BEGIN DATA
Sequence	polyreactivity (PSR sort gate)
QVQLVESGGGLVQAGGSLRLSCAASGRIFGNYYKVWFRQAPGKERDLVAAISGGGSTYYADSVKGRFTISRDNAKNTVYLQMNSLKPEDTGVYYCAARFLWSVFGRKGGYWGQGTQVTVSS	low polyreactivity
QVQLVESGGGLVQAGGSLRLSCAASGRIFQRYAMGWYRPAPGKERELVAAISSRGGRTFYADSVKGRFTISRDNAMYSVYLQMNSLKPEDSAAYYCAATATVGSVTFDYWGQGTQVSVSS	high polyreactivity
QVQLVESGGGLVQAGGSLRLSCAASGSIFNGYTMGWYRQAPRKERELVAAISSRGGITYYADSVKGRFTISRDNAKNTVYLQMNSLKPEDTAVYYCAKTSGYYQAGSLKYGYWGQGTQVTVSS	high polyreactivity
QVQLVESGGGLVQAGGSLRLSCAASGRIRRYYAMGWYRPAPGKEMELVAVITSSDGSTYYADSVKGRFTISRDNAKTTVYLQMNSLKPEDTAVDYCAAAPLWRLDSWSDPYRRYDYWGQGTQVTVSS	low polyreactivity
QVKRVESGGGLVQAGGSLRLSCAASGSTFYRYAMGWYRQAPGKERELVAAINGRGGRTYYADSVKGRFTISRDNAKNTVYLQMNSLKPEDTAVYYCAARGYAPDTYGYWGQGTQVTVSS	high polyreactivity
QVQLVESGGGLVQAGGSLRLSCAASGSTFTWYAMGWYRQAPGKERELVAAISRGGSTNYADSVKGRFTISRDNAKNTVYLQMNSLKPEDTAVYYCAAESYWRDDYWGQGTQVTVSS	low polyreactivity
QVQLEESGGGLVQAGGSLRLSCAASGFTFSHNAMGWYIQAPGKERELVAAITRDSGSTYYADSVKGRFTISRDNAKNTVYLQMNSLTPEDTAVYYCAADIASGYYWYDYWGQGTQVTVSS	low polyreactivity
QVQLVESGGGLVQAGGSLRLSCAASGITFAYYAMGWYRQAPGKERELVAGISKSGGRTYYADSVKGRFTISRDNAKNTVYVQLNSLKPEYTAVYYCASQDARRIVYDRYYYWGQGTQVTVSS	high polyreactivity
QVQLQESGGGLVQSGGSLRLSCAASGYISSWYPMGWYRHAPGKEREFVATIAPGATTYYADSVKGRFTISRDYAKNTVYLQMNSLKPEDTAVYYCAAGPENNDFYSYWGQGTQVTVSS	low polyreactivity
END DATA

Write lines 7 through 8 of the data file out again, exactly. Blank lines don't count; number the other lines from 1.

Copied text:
QVQLVESGGGLVQAGGSLRLSCAASGSTFTWYAMGWYRQAPGKERELVAAISRGGSTNYADSVKGRFTISRDNAKNTVYLQMNSLKPEDTAVYYCAAESYWRDDYWGQGTQVTVSS	low polyreactivity
QVQLEESGGGLVQAGGSLRLSCAASGFTFSHNAMGWYIQAPGKERELVAAITRDSGSTYYADSVKGRFTISRDNAKNTVYLQMNSLTPEDTAVYYCAADIASGYYWYDYWGQGTQVTVSS	low polyreactivity